- Everything in the world is probable
- Calculating against intuition
- Example to parse
- Sleeping Beauty
Often, to make a single decision, a coin is tossed, expecting to see a bird or a number. In rare cases, the coin will fall on its edge, confusing the "decider".
Few people think that the use of a coin, a sort of "yes / no" method, is used even in mathematical experiments, and specifically in probability theory. Only in this case is the concept of a symmetrical coin sometimes called a fair or mathematical coin used. This means that the density is the same throughout the coin, and heads or tails can fall with the same probability. In addition to the names of the parties that have become familiar, such a coin no longer has any signs. No weight, no color, no size. Such a coin can give only two results - reverse or obverse, there are no "stand on edge" in probability theory.
Everything in the world is probable
Probability theory is a whole area that is still trying to subdue chance and calculate all possible outcomes of events. Thanks to formulas and numerous empirical methods, this science makes it possible to judgereasonable expectation. If we rely on the meaning of what was said by Professor P. Laplace (he made an important contribution to the development of the theory), then the essence of all actions in the theory of probability is an attempt to reduce the action of common sense to calculations.
The word "probably" refers directly to this science. The concept of "assumption" is used, which means: it is possible that some event will happen. If we come closer to mathematics, then the most striking example is tossing a coin. And then we can assume: in a random experiment, a symmetrical coin is tossed 100 times. It is likely that the emblem will be on top - from 45 to 55 times. Only then the assumption begins to be confirmed or proved by calculations.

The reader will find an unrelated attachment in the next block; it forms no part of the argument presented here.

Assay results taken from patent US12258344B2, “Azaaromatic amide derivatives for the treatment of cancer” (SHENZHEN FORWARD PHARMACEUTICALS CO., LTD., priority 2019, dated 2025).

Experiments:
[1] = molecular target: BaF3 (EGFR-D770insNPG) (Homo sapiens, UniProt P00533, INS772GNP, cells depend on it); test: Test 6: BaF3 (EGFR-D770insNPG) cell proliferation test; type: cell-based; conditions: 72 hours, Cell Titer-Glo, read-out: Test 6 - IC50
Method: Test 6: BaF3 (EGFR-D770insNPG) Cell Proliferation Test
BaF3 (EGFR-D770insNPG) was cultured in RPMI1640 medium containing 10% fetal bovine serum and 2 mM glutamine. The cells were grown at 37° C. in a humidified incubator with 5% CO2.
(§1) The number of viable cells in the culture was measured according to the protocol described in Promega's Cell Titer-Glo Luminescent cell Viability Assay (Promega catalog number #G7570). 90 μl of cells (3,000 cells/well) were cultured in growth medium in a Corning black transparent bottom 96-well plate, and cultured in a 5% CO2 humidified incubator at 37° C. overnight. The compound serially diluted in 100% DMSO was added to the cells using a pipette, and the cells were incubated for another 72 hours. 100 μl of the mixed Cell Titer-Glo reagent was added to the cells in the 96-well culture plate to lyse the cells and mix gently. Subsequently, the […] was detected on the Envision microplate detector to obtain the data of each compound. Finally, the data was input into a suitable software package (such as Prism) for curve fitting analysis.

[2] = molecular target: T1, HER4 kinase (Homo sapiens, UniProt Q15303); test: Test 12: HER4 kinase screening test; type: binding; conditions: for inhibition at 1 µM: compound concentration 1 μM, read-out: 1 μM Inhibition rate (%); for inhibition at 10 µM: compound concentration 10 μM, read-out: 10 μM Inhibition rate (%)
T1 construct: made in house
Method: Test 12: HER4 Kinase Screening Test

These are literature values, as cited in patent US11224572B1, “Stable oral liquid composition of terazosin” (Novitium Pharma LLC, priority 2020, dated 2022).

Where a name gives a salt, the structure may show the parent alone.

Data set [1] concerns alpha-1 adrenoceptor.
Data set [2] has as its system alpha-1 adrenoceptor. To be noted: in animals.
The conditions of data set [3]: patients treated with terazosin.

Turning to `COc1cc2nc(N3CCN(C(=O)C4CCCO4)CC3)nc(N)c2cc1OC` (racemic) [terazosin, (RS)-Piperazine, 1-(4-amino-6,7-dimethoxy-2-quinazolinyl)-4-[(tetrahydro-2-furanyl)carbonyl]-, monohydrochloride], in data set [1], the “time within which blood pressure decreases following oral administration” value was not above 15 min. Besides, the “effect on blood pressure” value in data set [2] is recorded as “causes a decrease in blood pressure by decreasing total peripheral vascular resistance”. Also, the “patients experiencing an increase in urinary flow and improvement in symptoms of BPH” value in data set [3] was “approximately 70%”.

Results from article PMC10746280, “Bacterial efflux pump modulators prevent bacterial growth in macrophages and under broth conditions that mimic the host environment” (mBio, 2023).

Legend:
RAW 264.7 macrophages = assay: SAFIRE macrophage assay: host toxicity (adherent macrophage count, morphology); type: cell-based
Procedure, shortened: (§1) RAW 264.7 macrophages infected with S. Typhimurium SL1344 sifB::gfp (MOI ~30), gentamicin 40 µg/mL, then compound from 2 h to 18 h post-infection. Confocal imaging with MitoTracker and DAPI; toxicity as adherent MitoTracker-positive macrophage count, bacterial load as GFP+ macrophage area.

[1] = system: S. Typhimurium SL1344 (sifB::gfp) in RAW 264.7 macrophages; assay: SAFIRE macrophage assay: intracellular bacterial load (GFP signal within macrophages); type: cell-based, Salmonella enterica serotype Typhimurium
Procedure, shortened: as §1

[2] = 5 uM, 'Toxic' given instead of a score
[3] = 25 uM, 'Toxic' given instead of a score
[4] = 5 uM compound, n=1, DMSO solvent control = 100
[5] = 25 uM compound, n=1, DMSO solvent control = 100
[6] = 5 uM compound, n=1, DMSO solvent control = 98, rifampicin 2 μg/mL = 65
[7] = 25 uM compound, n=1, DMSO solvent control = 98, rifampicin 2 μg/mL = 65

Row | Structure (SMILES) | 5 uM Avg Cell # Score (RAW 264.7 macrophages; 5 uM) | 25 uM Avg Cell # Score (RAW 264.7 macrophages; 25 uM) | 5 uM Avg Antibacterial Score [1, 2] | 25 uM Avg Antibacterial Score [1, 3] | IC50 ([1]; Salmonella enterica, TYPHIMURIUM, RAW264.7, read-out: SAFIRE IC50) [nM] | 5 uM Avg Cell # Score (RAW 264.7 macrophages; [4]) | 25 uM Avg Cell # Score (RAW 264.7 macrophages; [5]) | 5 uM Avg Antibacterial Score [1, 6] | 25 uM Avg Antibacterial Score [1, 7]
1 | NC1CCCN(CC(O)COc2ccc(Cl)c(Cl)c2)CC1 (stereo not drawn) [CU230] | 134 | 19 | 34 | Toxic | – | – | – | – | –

Calculating against intuition
You can make a counter-assertion and turn to intuition. But what to do when the task becomes more difficult? In practical experiments, more than one symmetrical coin can be used. And then there are more options-combinations: two eagles, tails and an eagle, two tails. The probability of falling out of each option becomes already different, and the combination "reverse - obverse" doubles in falling out compared to two eagles or two tails. The laws of nature will in any case be confirmed by physical experiments, and this situation can be similarly verified by tossing real coins.
There are situations when intuition is even more difficult to oppose to mathematical calculations. It is impossible to predict or feel all the options if there are even more coins. Mathematical tools are introduced into the business,related to combinatorial analysis.
Example to parse
In a random experiment, a symmetrical coin is tossed three times. You need to calculate the probability of getting tails in all three throws.